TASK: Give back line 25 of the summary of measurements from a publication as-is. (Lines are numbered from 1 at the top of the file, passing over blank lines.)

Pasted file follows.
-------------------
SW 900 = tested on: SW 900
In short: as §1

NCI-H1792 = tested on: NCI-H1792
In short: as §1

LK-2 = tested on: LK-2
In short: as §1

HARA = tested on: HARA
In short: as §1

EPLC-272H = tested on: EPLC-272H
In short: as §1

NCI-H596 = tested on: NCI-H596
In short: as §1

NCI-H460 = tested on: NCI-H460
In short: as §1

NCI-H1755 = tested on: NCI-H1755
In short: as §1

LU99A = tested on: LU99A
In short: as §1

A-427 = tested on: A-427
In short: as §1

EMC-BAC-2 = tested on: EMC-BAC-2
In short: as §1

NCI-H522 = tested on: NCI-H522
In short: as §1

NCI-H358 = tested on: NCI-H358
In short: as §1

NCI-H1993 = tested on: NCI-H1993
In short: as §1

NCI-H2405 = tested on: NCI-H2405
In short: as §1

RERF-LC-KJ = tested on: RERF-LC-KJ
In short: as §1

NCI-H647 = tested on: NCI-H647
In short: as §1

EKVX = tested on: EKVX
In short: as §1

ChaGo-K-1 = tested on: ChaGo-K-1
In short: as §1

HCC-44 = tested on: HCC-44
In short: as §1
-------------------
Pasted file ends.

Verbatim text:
NCI-H358 = tested on: NCI-H358